Craft Beer
Beverages

Ale is a type of beer brewed using a warm fermentation method, resulting in a sweet, full-bodied and fruity taste.

Ale´s can be seperated into different beer styles:

  • Mild Ale 
  • Pale Ale 
  • Brown Ale
  • Heather Ale
  • Strong Ale

In the nineteenth century, the Bow Brewery in England exported beer to India, including a pale ale that benefited from the duration of the voyage and was highly regarded among consumers in India. To avoid spoilage, Bow and other brewers added extra hops as a natural preservative. This beer was the first of a style of export ale that became known as India Pale Ale or IPA.

Stout is a dark beer that includes roasted malt or roasted barley, hops, water and yeast. Stouts were traditionally the generic term for the strongest or stoutest porters, typically 7% or 8% alcohol by volume.

The first known use of the word Stout for beer was in a document dated 1677, the sense being that a stout beer was a strong beer not a dark beer. The name Porter was first used in 1721 to describe a dark brown beer that had been made with roasted malts. Because of the huge popularity of porters, brewers made them in a variety of strengths. The stronger beers were called “stout porters”, so the history and development of stout and porter are intertwined, and the term stout has become firmly associated with dark beer, rather than just strong beer.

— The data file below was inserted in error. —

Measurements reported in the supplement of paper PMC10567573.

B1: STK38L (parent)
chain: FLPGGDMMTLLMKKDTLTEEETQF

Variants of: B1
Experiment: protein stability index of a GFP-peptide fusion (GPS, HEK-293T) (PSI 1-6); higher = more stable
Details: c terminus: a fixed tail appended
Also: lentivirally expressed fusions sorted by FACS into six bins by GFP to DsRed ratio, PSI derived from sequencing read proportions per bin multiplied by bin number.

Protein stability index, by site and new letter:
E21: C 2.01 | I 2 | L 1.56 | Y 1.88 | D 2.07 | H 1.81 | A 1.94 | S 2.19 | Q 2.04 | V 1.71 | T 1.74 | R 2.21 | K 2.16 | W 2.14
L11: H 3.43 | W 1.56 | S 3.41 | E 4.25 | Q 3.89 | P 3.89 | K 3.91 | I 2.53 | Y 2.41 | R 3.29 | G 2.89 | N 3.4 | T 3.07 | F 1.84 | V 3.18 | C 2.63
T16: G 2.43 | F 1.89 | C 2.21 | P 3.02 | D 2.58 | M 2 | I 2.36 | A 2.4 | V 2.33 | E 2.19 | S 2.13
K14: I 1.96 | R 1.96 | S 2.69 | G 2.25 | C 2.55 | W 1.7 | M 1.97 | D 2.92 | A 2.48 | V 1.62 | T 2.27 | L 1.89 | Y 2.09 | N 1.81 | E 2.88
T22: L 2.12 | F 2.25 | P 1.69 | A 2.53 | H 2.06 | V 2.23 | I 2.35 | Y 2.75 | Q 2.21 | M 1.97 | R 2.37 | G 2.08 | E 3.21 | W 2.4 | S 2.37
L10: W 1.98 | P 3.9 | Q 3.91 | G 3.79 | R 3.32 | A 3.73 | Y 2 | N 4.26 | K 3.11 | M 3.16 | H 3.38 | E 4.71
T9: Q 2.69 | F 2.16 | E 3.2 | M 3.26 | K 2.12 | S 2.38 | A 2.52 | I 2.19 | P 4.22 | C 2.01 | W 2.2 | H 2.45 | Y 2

For such a geographically small country, Belgium sports quite an impressive number of beer styles. Belgian beers are primarily ales (as opposed to lagers) with a heavy emphasis on malts and a lot of fruity yeast flavors.

Two common varieties of Wheat beer are Weißbier (German – “white beer”) based on the German tradition of mixing at least 50% wheat to barley malt to make a light coloured top-fermenting beer, and Witbier (Dutch – “white beer”) based on the Belgian tradition of using flavorings such as coriander and orange peel. Belgian white beers are often made with raw unmalted wheat, as opposed to the malted wheat used in other varieties.

Both German Weißbier and Belgian witbier are termed “white beers” because “wheat” has the same etymological root as “white” in most West Germanic languages.

Fruit- and Spiced Beer are brewed with fresh fruits or spices. For example cherries or honey. Beer that has fruit syrup or fruit lemonade added after (the finale stage of) fermentation, in other words as a flavouring, are termed “Radlers” (“Shandy” in the UK) definitely not fruit beer.

Until the 19th century, the German word Lagerbier referred to all types of bottom-fermented, cool-conditioned beer, in normal strengths. In Germany today, however, the term is mainly reserved for the prevalent lager beer styles of southern Germany, “Helles” (pale), or a “Dunkel” (dark). Pilsner, a more heavily hopped pale lager, is most often known as “Pilsner”, “Pilsener”, or “Pils“.